Break Myself

I spent my night hanging out with a guy who gave up meth a year ago and another friend who has at least three felonies pending on his record. I heard stories of their past and how they found Christ despite their current condition – or should I say, they found Christ because of their current condition? These guys were at points in their lives where they knew they had to make a choice about how they wanted to live and fortunately enough the route they took led to Christ. Now, I understand that a lot of situations like this don’t end up as beautiful, but I’m curious if they all eventually end up at Christ only to end with rejection because of pride or unwillingness to commit. Aside from this, I’m also intrigued by the idea of people who change anyway, without the name of Christ being spoken. What if their life takes a radical 180, but they do it to help a friend or family member, or even to better themselves, and Christ’s name isn’t even acknowledged? Is this the power of God at work, or simply the will of mankind? Should these new, “good” acts performed be looked at as God’s power working through them, or is it to be ignored because they aren’t Christians? I think the latter answer is foolish, but the first one leaves me at a blank because then I wonder if God forced His good intentions upon these people; if they are living out their free will; or if they are doing His will while remaining oblivious to what’s really going on.

“Every good thing given and every perfect gift is from above, coming down from the Father of lights, with whom there is no variation or shifting shadow.” – James 1:17

I know God can work through non-believers to make His will be done, but what is to become of these people that are performing Christ-like acts but are unaware that it’s the power of God? Are they damned because they don’t haven’t given confirmation to being His follower, or is God’s mercy extended to them even after death despite His name never being the one directly glorified? I feel like I already know the answer, but it’s still a thought I hadn’t asked in a while.

All of this also makes me think about the movie I saw on Sunday, When the Earth Stood Still. The climax hits when mankind realizes that they only way they can survive is if they change their actions because they are currently killing the Earth. This sudden ultimatum has me questioning how people make decisions as well. Is a deadline really the only way one will change their ways in bettering themselves or even in making a drastic decision? Moreover, how authoritative does this ultimatum have to be? Can it be made by themselves? Can somebody genuinely want to change and will that change no matter what the cost is? Hmm… Is that not what Christ asks of us?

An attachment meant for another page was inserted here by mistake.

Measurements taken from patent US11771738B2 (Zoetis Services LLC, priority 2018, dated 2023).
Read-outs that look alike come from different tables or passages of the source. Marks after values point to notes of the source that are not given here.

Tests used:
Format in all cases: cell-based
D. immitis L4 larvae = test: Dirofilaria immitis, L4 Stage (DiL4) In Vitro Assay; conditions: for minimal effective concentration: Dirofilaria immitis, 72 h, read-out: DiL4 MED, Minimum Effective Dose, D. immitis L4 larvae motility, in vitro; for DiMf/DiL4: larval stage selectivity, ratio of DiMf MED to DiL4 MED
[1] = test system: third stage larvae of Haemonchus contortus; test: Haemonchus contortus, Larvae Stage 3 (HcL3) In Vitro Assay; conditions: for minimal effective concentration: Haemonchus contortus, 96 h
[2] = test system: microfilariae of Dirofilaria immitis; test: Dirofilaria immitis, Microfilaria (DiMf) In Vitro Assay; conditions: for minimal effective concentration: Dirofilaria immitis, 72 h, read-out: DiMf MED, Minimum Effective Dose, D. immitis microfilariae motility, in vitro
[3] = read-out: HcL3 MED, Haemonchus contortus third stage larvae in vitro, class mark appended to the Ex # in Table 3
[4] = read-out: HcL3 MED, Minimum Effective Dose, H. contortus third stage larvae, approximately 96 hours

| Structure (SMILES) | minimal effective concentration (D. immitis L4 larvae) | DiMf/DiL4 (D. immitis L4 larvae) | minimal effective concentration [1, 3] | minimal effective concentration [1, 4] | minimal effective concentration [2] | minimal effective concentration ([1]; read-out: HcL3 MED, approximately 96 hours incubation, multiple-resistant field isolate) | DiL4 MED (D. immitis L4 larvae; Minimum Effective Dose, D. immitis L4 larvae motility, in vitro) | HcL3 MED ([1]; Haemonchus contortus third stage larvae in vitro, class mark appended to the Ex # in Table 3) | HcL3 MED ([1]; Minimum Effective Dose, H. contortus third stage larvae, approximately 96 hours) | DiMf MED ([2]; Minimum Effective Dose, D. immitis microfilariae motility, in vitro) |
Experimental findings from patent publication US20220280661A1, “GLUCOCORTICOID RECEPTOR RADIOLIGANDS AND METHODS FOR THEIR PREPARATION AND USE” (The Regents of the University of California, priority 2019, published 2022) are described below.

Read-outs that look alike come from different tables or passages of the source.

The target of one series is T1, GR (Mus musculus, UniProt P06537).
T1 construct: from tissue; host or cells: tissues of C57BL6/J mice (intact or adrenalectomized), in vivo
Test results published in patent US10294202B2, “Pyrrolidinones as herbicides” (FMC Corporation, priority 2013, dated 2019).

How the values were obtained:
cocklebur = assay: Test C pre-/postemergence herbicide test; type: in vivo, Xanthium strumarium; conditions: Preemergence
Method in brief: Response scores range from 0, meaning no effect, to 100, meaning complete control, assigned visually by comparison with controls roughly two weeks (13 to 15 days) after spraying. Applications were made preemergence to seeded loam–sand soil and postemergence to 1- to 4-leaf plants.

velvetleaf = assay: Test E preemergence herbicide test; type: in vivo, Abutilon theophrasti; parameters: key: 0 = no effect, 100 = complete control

So why don’t we do it? Why aren’t we willing to make that full conversion because you’d think hell is a convincing enough reason to convert, right? Not only that, but a life left without the ultimate fulfillment that Christ brings. There has to be something more to the equation. I think it’s because Jesus, heaven, hell, and servanthood is something that we are incapable of fully grasping. As a result, we aren’t capable of completely handing our lives over because Jesus just isn’t real enough. Yes, He causes us to alter our way of life through the Spirit, but it will never be fully complete until His coming. I also think the fall of man and human nature has a lot to do with it too. That’s really why we have these misconceptions of Jesus and the cause of us not being able to understand what it means to fully hand one’s life over. I think I’m just looking for another way to improve my relationship with Him, and forcing it seems like a good route. At the same time I feel like I’m utterly wrong. Perhaps I’ll just pray that I either realize my brokenness and seek forgiveness and the strength to change, or that He breaks me so that I am brought back up with the eyes to see life through a different lens.

As for the post below, I’ve had some people who are concerned about me and my relationship with God. Please know that everything is fine and that this is just who I deal with problems and questions – through writing. My prayers are often written, and most of my understandings come from spelling things out. I think the main thing I was trying to get across below was that I am broken, and you are broken, but there is still good in our lives. We may falter, but that doesn’t give us an excuse to quit, because our fallibility is inevitable. I appreciate your words in helping me seek things, and I pray that you send more, but at the same time I don’t want my life to be perceived as if I don’t know what’s going on. There is sin in my life that I’m unaware of, just like everybody else, but there are also transgressions I’m currently tackling and I know how to fix them. Actually, I know how to fix all of them, and it’s with Jesus, but most of the time I’m either too stubborn to seek that forgiveness or to address my brokenness. Thanks to all for your concern, but please know that my life is full of love, and never will my darkness overtake the light in my heart. Jesus Christ is too strong to let that happen, and I’m too in love to take that risk.

Please, keep on loving, friends.

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~ by Chris Kyle on December 24, 2008.

One Response to “Break Myself”

  1. The only time to be concerned is when we stop asking these questions.

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